Proposed Pawnshop at 723 S. Western Avenue sign now

 

I am writing to express my community’s concerns and opposition to the granting of a special use license, which would allow a pawnshop to open at 723 S. Western Ave. We are respectfully asking you to deny the application. My neighbors and I live within a one to three block radius of the planned site for the pawnshop.
  Our concerns, which form the basis for our opposition, are detailed below:
  1.        We believe that the presence of a pawnshop will bring more crime to our neighborhood.   This viewpoint is based on the concept of geographic profiling, which is a tool used not only to solve crimes, but also to predict crime trends. Dr. Kim Rossmo, a court accepted and published expert in this field, confirms that the granting of this special use license and subsequent establishment of a pawnshop would draw criminals into a community and create crime as well.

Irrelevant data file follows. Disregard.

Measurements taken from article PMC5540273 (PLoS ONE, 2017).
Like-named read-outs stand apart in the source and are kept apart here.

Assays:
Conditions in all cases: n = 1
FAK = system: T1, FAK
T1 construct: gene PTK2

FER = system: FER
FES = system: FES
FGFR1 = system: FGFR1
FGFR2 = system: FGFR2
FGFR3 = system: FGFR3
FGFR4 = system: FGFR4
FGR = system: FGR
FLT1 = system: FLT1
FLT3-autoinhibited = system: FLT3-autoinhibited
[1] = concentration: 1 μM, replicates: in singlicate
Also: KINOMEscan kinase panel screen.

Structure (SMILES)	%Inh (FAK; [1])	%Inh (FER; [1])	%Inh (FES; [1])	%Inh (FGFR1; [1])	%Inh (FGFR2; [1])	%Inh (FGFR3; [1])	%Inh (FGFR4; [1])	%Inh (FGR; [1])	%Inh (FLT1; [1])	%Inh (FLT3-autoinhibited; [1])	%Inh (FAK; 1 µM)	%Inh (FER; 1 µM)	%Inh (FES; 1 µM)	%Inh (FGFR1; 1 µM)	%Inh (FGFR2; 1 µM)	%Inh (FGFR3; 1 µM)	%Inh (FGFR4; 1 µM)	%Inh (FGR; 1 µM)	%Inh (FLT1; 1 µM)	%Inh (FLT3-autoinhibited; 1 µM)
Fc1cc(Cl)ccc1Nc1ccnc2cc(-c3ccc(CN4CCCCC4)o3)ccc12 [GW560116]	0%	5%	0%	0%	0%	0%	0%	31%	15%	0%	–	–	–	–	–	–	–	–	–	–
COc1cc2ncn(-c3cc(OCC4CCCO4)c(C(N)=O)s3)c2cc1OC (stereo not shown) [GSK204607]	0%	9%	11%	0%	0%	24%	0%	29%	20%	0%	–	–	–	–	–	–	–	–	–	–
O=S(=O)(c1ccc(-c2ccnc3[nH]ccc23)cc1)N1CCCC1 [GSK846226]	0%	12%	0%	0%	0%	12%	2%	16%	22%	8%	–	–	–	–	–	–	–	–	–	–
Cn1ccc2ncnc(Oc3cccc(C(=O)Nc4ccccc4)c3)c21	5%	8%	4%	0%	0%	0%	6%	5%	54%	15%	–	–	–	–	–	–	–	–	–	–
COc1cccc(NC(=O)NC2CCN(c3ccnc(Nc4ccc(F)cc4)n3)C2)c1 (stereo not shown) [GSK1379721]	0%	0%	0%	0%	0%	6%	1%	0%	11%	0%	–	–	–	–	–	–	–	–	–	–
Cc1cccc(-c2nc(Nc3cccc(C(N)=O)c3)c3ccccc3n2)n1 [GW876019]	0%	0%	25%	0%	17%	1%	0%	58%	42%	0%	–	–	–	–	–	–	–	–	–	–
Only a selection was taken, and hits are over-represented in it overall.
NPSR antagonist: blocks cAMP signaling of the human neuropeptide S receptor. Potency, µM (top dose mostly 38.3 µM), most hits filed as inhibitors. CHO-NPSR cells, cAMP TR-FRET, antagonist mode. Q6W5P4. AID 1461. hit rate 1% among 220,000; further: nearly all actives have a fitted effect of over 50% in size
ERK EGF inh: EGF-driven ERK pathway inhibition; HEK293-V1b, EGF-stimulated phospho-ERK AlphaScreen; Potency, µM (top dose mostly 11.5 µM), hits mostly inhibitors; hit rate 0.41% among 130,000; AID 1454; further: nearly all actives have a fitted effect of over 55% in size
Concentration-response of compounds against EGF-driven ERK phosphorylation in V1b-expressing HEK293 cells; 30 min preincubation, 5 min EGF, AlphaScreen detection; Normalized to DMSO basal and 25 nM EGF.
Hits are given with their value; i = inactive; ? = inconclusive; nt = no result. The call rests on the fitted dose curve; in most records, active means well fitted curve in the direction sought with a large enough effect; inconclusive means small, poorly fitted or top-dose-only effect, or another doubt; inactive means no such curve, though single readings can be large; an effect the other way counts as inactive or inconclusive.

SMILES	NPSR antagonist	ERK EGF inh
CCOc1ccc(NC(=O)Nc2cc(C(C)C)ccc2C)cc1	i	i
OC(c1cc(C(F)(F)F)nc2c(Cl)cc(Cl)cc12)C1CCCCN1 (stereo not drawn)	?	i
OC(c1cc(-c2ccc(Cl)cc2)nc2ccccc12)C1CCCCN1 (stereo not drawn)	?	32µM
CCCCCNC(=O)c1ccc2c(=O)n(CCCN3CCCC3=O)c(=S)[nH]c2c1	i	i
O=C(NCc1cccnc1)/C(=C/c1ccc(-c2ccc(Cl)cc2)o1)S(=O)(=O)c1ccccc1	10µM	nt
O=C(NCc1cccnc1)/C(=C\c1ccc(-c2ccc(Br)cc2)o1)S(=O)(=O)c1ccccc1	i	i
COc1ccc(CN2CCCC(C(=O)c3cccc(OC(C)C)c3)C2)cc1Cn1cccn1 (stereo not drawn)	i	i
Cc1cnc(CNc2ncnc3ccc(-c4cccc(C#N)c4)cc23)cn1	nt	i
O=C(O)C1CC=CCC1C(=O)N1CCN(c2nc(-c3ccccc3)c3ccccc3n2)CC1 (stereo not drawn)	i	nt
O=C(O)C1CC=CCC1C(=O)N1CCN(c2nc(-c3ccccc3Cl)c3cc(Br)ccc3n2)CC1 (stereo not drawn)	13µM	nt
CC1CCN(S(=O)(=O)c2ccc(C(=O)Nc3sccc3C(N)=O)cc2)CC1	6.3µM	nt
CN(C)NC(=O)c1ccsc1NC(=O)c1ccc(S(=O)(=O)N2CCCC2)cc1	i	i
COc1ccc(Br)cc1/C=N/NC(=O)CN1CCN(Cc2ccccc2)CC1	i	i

According to the concept of geographic profiling, pawnshops are both crime generators and crime attractors.  They attract large numbers of people, providing opportunities for offenders and victims to cross paths, affording many opportunities for crime. Burglaries, assaults and shootings plague pawnshops around the nation. There is a reason that pawnshops have bulletproof glass, buzzers on their entrances, and cameras on the shoppers and sellers. As the use of the shop grows, so does the crime problem in that area. Criminally active individuals are drawn to these locations. Although initially they may come from outside the area, they often move into it, further increasing crime there.